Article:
Our recent work shows the possibility to obtain transparent polycrystalline ceramics by full and congruent crystallization from glass. Transparency is observed despite micrometer scale crystals and a non cubic symmetry (no structural isotropy) of the crystalline phase. Interestingly, crystallization from glass can give access to new crystalline phases given the relatively low crystallization temperature compared to classic solid state elaboration temperature. This is demonstrated in the case of a new composition, BaAl4O7, showing the existence of two orthorhombic polymorphs both showing high transparency in the visible and infra-red ranges [1,2]. The crystallographic structures of these polymorphs have been determined ab initio from powder diffraction data. From these structural models, the optical birefringence has been obtained by DFT calculations of the dielectric function. These results enable to discuss the transparency property of these materials as a function of the determined crystalline structures and the observed microstructures. Remarkably, these materials show promising scintillation properties when doped by europium [3]. The same elaboration process has been applied to cubic compositions, Sr3Al2O6 and Sr3Ga2O6, allowing very high transparencies to be attained [4]. Lastly, we have focused our work on strontium aluminosilicate compositions, the addition of silica enabling large scale glass samples to be obtained. The full and congruent crystallization of Sr1+x/2Al2+xSi2-xO8 compositions leads to new transparent polycrystalline ceramics forming a crystalline solid solution exhibiting hexagonal symmetry. These materials show an impressive transmittance higher than 90%, which sets a transparency record for oxide ceramics. A crystallographic study coupled to NMR experiments and DFT calculations of the birefringence allowed us to evidence the role of structural disorder (Al/Si substitution and presence of vacancies on strontium sites) in the origin of the optical isotropy observed in these structurally anisotropic materials. These results propose an innovative concept, the addition of a controlled structural disorder within crystalline structures, in order to lower the birefringence and to elaborate new transparent ceramics [5].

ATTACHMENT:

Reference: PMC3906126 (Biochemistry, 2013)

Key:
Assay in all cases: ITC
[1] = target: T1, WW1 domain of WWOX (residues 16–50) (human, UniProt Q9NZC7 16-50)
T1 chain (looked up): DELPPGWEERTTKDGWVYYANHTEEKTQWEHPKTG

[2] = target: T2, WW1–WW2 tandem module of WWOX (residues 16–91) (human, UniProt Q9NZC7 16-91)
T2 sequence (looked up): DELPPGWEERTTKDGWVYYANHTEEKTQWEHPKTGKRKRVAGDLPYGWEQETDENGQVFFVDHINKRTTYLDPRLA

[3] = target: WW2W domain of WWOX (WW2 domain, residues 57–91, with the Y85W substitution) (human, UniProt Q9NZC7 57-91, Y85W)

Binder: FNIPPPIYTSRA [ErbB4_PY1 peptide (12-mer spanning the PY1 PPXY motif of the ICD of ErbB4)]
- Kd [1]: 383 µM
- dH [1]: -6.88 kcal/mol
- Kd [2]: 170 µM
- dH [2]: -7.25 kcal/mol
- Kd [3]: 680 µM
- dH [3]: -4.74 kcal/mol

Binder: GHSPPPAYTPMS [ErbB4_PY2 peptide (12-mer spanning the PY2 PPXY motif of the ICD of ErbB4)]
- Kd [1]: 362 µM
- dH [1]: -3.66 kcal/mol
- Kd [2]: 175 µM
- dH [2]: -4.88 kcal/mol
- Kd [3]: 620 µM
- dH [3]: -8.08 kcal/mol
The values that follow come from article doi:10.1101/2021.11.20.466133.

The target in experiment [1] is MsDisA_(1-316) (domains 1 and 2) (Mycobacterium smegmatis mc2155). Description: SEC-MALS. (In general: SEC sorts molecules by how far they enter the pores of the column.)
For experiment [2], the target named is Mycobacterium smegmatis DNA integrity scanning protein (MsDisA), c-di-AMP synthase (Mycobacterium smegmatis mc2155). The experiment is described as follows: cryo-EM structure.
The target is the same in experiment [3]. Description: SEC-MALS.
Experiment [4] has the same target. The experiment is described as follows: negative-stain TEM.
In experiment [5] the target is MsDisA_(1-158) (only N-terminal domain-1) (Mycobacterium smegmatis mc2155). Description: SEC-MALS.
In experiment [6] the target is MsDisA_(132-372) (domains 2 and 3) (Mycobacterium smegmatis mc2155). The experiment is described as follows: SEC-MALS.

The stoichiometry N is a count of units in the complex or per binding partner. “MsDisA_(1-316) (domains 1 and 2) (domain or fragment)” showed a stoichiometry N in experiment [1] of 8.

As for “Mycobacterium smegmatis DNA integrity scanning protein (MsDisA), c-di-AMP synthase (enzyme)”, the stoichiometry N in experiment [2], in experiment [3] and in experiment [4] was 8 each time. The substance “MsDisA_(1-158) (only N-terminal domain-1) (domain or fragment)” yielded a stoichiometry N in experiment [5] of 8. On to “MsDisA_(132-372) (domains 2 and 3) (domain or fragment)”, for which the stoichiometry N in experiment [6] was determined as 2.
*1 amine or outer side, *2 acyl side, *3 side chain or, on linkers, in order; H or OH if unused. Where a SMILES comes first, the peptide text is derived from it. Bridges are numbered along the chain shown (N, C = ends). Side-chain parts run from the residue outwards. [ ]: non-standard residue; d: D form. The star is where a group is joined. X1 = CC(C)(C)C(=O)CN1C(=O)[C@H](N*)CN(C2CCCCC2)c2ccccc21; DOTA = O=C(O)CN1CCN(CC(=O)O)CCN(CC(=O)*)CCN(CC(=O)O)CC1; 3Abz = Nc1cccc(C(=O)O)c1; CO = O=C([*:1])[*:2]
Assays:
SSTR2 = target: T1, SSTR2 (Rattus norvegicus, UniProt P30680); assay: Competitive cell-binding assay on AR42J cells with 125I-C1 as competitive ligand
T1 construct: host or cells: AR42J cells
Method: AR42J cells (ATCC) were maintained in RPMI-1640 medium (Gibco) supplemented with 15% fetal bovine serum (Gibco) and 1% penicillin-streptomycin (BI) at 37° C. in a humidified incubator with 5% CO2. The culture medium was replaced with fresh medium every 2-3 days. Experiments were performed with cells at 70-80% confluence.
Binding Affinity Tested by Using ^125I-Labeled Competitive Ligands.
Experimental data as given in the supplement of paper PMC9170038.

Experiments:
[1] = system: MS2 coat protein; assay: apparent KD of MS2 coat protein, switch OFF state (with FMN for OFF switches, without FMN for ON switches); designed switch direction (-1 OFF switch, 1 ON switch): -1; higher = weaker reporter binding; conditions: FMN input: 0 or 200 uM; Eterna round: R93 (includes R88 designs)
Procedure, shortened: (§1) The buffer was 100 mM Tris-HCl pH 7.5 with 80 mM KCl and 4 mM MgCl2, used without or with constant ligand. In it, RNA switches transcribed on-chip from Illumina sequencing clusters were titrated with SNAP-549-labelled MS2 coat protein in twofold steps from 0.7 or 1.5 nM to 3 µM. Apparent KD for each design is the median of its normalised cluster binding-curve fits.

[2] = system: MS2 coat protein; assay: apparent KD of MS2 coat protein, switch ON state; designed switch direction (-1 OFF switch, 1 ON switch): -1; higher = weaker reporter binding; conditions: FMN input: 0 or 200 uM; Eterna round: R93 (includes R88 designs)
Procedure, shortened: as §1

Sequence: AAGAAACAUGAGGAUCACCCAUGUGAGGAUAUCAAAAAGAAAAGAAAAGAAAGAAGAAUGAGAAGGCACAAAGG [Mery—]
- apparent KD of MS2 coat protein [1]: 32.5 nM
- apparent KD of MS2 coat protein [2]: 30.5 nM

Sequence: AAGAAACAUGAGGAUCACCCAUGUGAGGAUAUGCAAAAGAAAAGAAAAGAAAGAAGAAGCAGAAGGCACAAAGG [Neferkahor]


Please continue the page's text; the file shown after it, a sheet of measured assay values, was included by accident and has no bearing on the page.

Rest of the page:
New nanostructured gallogermanate- and gallosilicate-based glass materials exhibiting high transparency in the visible range have been fabricated by conventional melt-quenching. These materials can accommodate wide oxide compositions and present nanoscale phase separation. The size of the nanostructuring can be tailored depending on the nominal composition. A single heat treatment then allows selective crystallization of the phase separated glass, resulting in glass-ceramic materials exhibiting nanostructures and transparency similar to the parent glass.[6,7]